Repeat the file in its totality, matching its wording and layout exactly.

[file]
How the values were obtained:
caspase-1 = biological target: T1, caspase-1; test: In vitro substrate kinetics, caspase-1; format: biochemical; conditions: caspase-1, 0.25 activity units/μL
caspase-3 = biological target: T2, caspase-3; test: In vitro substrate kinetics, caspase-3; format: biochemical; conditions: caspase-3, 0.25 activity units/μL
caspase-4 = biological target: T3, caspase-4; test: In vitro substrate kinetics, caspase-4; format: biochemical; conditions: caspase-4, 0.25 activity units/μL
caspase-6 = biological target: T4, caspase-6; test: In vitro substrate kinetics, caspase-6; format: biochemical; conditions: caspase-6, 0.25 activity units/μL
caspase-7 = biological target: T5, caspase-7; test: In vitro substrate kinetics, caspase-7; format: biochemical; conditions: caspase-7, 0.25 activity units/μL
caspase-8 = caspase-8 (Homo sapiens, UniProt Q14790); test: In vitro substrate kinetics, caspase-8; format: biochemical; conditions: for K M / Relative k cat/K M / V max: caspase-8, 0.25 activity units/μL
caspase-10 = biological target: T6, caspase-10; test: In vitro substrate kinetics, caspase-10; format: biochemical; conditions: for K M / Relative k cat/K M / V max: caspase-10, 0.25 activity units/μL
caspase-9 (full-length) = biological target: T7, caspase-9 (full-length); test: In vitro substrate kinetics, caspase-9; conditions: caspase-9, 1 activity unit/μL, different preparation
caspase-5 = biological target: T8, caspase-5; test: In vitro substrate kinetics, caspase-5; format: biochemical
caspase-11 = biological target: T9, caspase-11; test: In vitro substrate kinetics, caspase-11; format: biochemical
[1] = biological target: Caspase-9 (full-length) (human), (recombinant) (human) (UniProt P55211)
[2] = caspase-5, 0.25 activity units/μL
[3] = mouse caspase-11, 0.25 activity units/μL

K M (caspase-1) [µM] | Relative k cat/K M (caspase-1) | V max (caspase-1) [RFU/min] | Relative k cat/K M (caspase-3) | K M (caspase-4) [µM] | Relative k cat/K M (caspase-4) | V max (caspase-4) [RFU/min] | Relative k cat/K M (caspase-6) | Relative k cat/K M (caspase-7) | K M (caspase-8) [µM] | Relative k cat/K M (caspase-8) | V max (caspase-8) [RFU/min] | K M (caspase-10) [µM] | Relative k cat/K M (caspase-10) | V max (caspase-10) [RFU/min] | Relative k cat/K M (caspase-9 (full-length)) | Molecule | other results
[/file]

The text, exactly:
How the values were obtained:
caspase-1 = biological target: T1, caspase-1; test: In vitro substrate kinetics, caspase-1; format: biochemical; conditions: caspase-1, 0.25 activity units/μL
caspase-3 = biological target: T2, caspase-3; test: In vitro substrate kinetics, caspase-3; format: biochemical; conditions: caspase-3, 0.25 activity units/μL
caspase-4 = biological target: T3, caspase-4; test: In vitro substrate kinetics, caspase-4; format: biochemical; conditions: caspase-4, 0.25 activity units/μL
caspase-6 = biological target: T4, caspase-6; test: In vitro substrate kinetics, caspase-6; format: biochemical; conditions: caspase-6, 0.25 activity units/μL
caspase-7 = biological target: T5, caspase-7; test: In vitro substrate kinetics, caspase-7; format: biochemical; conditions: caspase-7, 0.25 activity units/μL
caspase-8 = caspase-8 (Homo sapiens, UniProt Q14790); test: In vitro substrate kinetics, caspase-8; format: biochemical; conditions: for K M / Relative k cat/K M / V max: caspase-8, 0.25 activity units/μL
caspase-10 = biological target: T6, caspase-10; test: In vitro substrate kinetics, caspase-10; format: biochemical; conditions: for K M / Relative k cat/K M / V max: caspase-10, 0.25 activity units/μL
caspase-9 (full-length) = biological target: T7, caspase-9 (full-length); test: In vitro substrate kinetics, caspase-9; conditions: caspase-9, 1 activity unit/μL, different preparation
caspase-5 = biological target: T8, caspase-5; test: In vitro substrate kinetics, caspase-5; format: biochemical
caspase-11 = biological target: T9, caspase-11; test: In vitro substrate kinetics, caspase-11; format: biochemical
[1] = biological target: Caspase-9 (full-length) (human), (recombinant) (human) (UniProt P55211)
[2] = caspase-5, 0.25 activity units/μL
[3] = mouse caspase-11, 0.25 activity units/μL

K M (caspase-1) [µM] | Relative k cat/K M (caspase-1) | V max (caspase-1) [RFU/min] | Relative k cat/K M (caspase-3) | K M (caspase-4) [µM] | Relative k cat/K M (caspase-4) | V max (caspase-4) [RFU/min] | Relative k cat/K M (caspase-6) | Relative k cat/K M (caspase-7) | K M (caspase-8) [µM] | Relative k cat/K M (caspase-8) | V max (caspase-8) [RFU/min] | K M (caspase-10) [µM] | Relative k cat/K M (caspase-10) | V max (caspase-10) [RFU/min] | Relative k cat/K M (caspase-9 (full-length)) | Molecule | other results